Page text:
The orange signs that mark the end of the frigid winter and the start of Chicago’s annual street sweeping season are starting to crop up along city thoroughfares this week.
Starting Monday, the city’s Department of Streets and Sanitation started deploying street sweepers to clear the debris and leaves that have built up on both residential and arterial streets, agency officials said in a statement.
“Essential neighborhood services like streets sweeping keep the City clean and safe for all residents,” said Streets and San Commissioner John Tully. “More than 50 sweepers are working in communities each day of the season to ensure that every area of the City receives this vital service.”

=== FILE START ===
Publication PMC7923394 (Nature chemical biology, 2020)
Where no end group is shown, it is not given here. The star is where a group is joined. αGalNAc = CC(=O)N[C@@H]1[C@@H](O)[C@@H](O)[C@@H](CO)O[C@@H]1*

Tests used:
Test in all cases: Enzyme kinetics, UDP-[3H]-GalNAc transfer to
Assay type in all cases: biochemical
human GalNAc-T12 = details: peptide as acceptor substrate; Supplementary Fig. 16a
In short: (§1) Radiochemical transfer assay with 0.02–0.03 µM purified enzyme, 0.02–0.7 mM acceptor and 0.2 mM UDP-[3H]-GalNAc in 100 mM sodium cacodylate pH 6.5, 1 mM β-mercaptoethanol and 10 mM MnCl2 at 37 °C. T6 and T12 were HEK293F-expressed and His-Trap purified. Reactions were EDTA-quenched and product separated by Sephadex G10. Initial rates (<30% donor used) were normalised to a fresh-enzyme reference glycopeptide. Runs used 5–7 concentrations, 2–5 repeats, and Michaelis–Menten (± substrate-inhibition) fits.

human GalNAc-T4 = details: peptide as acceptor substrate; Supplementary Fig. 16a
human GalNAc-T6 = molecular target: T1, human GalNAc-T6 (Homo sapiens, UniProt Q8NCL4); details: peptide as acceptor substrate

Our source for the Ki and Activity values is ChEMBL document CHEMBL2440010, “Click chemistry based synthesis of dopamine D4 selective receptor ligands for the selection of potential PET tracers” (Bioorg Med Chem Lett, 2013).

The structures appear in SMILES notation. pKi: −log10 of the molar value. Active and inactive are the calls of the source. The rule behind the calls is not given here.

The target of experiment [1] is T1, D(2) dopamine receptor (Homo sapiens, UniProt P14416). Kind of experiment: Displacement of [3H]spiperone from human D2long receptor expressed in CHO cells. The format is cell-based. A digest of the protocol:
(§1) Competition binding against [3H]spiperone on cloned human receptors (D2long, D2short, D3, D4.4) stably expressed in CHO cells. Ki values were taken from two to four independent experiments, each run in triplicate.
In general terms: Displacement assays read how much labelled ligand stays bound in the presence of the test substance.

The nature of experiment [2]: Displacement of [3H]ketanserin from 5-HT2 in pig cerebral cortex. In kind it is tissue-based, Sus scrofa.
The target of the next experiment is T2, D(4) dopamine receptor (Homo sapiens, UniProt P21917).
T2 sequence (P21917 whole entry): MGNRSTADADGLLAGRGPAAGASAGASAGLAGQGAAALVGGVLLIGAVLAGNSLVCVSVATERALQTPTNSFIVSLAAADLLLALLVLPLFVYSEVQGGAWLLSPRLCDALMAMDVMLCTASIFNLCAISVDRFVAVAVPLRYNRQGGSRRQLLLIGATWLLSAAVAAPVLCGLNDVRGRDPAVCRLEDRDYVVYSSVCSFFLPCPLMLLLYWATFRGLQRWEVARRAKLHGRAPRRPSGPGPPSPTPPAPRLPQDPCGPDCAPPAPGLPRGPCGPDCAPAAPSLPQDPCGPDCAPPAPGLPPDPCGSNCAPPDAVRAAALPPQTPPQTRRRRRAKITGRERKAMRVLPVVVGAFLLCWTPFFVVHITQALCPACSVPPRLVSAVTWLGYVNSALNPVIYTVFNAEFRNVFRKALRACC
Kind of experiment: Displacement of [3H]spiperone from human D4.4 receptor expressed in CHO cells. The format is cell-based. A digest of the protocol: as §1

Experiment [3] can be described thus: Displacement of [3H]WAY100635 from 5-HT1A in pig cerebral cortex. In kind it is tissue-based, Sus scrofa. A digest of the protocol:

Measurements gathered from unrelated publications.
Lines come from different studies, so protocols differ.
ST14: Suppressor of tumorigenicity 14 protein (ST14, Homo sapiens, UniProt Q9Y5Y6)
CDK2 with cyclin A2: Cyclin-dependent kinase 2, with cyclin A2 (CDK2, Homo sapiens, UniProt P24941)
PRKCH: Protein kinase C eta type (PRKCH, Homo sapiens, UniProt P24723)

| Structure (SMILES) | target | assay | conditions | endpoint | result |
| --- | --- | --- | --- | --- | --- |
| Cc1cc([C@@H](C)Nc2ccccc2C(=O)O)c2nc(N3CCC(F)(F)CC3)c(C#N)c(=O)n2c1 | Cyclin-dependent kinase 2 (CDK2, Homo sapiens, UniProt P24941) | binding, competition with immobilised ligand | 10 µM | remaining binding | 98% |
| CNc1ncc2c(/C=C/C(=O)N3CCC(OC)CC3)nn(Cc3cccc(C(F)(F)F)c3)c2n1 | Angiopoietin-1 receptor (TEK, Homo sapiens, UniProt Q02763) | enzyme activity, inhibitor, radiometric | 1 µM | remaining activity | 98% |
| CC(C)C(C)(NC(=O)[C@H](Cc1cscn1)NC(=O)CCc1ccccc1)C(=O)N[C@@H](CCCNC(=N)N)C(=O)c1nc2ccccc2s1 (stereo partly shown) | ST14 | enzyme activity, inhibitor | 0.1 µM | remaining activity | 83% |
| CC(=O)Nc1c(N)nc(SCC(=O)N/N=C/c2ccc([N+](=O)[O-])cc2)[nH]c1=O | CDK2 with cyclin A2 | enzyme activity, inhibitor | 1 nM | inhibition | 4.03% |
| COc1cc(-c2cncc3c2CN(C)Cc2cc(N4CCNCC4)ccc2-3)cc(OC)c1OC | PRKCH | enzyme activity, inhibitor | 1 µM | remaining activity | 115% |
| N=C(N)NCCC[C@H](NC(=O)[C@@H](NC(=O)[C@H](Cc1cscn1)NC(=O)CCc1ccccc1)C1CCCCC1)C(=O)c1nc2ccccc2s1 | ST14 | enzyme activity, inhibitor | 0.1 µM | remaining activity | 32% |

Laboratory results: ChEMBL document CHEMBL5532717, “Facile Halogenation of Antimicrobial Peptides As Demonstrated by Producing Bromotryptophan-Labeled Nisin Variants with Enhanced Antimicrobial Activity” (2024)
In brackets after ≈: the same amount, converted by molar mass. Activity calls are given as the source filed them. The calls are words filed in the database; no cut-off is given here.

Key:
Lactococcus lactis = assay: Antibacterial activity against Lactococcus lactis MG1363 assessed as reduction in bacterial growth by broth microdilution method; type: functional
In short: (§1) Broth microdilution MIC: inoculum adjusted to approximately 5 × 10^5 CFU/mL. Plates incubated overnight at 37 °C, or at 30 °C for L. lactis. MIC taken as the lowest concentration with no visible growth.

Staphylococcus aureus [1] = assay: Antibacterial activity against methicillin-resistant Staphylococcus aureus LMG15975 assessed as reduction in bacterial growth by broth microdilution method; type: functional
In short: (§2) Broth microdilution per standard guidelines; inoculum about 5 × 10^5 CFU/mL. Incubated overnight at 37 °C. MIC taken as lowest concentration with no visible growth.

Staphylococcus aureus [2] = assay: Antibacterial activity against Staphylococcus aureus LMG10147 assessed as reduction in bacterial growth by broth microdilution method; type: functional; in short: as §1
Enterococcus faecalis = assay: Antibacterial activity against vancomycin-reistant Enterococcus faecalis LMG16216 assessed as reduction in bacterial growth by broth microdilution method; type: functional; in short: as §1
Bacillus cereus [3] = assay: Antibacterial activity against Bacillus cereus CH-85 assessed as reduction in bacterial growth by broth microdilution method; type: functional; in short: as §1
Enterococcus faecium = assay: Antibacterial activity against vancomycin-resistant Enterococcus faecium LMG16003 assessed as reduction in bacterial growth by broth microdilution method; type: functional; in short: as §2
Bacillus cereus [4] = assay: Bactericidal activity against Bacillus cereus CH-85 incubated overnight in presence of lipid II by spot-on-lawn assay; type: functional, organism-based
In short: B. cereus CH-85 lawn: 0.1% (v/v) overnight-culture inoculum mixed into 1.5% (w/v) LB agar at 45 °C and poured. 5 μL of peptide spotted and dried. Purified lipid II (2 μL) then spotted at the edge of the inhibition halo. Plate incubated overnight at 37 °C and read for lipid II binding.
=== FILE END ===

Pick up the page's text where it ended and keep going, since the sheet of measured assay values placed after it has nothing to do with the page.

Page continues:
Streets and San officials warned Chicagoans to look out for the neon orange signs that announce temporary parking restrictions during the deep sweep. Drivers should also keep their eyes peeled for streets with permanent signage that specifies a weekly period when parking is prohibited for seasonal cleaning, Streets and San officials said.
Drivers should pay heed or prepare to cough up $60 or face being towed for parking on a street scheduled for cleaning.
While the annual street sweeping services only run through November, Streets and San workers also clean up curb lanes, viaducts and alleyways during the milder portions of the winter months. Since December, the agency has swept 9,185 additional miles through the end of February, a 421-mile increase from last year, Streets and San officials said.